Once the heated, thermally conductive liquid 111 reaches the top (previously bottom) portion of shell 101, heat is conductively transferred to shell 101, causing thermally conductive liquid 111 to cool. As thermally conductive liquid 111 cools,its density increases, thereby causing thermally conductive liquid 111 to fall. Since the heated, thermally conductive liquid 111 is forced up and outwards in an upside-down vertical orientation, the cooled, thermally conductive liquid 111 falls downthe sides of shell 101. This allows thermally conductive liquid 111 to remain in contact with shell 101 for a greater period of time, allowing more heat to be conductively transferred to shell 101. In addition, since the downward flow of thermallyconductive liquid 111 is concentrated along the surface of shell 101, the shear force between the upward flowing liquid at the center of LED bulb 100 and the downward flowing liquid along the surface of shell 101 is reduced, thereby increasing theconvective flow of thermally conductive liquid 111 within LED bulb 100.

Once reaching the bottom (previously top) of shell 101, thermally conductive liquid 111 may move towards the center of LED bulb 100 and rise as heat generated by LEDs 103 heats up the liquid. In one example, as illustrated by FIGS. 1A-1B andFIGS. 2A-2C, the bottom (previously top) portions of LED mounts 107 may be angled inwards towards the center of LED bulb 100. The sloped surface of LED mount 107 may direct the flow of the heated, thermally conductive liquid 111 outwards and upwards tothe top (previously bottom) portion of shell 101, as illustrated by FIG. 2C. The heated, thermally conductive liquid 111 may be further guided through channels 109 towards the top (previously bottom) portion of shell 101. The described convective cyclecontinuously repeats during operation of LED bulb 100 to cool LEDs 103. It should be appreciated that the convective flow described above represents the general flow of liquid within shell 101. One of ordinary skill in the art will recognize that someof thermally conductive liquid 111 may not reach the top and bottom of shell 101 before being cooled or heated sufficiently to cause the liquid to fall or rise.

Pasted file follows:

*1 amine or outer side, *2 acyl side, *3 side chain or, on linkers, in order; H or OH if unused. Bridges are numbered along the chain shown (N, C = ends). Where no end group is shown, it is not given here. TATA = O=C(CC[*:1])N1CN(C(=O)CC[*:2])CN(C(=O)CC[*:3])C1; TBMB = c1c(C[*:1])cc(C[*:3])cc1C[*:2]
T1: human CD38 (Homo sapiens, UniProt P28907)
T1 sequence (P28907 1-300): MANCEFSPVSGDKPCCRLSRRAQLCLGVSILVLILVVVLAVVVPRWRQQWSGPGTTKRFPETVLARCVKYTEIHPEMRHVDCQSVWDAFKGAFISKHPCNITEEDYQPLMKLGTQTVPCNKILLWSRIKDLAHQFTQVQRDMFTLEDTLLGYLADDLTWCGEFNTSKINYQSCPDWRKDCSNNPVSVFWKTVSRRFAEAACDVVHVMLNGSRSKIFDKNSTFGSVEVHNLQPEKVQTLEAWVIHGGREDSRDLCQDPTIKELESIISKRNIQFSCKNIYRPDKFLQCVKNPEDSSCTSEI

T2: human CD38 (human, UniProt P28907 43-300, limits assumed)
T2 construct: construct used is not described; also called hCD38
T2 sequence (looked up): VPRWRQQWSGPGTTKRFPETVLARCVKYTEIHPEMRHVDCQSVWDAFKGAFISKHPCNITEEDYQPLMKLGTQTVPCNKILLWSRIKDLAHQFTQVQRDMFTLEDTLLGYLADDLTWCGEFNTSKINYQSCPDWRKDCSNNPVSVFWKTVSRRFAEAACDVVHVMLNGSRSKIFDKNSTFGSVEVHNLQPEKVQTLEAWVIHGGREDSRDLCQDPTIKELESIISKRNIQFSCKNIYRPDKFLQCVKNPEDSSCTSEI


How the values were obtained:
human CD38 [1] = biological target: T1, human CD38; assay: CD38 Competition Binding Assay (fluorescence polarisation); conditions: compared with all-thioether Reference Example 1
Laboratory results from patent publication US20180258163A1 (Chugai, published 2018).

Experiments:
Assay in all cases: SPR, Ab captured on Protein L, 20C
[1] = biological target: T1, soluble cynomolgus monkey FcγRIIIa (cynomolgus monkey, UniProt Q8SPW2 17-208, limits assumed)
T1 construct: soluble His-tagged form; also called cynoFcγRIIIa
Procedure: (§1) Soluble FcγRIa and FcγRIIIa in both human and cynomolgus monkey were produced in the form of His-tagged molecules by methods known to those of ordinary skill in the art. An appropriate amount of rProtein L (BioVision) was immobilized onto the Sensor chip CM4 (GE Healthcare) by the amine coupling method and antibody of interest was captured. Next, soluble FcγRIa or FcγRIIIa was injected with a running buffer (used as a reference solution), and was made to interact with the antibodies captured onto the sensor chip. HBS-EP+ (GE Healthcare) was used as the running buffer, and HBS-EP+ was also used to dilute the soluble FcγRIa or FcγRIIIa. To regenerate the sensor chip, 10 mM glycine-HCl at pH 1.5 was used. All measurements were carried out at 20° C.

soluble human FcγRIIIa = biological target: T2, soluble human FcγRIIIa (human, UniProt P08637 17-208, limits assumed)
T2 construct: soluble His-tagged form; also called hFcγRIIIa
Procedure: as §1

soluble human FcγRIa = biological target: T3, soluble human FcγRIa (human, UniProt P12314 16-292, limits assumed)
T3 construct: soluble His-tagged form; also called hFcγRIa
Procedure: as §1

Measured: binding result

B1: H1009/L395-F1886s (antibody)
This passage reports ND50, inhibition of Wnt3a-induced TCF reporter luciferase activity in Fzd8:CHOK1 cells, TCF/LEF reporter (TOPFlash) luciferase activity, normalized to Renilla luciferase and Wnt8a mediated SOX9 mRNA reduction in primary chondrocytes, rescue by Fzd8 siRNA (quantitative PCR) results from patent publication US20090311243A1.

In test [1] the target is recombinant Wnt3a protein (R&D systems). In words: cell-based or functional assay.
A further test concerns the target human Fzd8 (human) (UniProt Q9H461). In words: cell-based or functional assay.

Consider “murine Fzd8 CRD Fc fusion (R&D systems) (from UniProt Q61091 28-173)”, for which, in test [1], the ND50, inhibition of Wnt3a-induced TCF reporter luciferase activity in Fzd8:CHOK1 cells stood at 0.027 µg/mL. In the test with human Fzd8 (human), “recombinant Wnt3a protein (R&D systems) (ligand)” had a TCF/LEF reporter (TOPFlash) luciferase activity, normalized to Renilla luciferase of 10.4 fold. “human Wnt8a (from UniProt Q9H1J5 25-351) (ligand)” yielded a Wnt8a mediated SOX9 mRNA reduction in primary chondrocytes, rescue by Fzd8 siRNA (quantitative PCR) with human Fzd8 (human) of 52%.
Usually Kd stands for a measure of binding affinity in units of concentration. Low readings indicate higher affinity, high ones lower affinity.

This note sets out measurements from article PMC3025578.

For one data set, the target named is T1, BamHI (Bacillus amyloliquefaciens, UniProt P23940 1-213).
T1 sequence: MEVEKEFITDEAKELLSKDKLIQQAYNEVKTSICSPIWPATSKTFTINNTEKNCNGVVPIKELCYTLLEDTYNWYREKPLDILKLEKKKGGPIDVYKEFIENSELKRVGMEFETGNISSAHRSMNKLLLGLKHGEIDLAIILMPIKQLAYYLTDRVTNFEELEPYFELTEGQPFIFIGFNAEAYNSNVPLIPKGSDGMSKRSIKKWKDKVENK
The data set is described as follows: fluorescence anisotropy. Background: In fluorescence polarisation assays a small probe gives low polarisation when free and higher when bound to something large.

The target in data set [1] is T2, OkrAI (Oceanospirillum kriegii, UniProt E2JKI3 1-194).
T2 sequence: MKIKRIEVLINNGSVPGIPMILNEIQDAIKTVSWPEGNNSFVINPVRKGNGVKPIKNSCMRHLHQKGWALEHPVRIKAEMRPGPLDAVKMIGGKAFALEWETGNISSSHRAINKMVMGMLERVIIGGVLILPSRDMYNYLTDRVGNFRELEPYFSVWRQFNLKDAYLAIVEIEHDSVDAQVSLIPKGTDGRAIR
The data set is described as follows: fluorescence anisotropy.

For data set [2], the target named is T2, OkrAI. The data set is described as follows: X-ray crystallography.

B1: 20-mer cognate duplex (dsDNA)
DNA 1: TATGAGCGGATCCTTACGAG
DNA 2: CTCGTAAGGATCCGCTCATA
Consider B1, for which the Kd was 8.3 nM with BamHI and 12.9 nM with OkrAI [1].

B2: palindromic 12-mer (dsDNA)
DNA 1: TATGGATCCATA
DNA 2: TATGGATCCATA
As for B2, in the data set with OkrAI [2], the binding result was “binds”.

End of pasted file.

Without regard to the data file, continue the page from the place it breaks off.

In the examples described above with respect to FIG. 2C, a passive convective flow of thermally conductive liquid 111 throughout shell 101 is improved by the inclusion of the central structure comprising LED mounts 107. Providing LEDs 103 onLED mounts 107 near the center of shell 101 avoids the situation described above with respect to a conventional LED bulb where the heat-generating elements (LEDs) are positioned at the top of the bulb.

Although a feature may appear to be described in connection with a particular embodiment, one skilled in the art would recognize that various features of the described embodiments may be combined. Moreover, aspects described in connection withan embodiment may stand alone.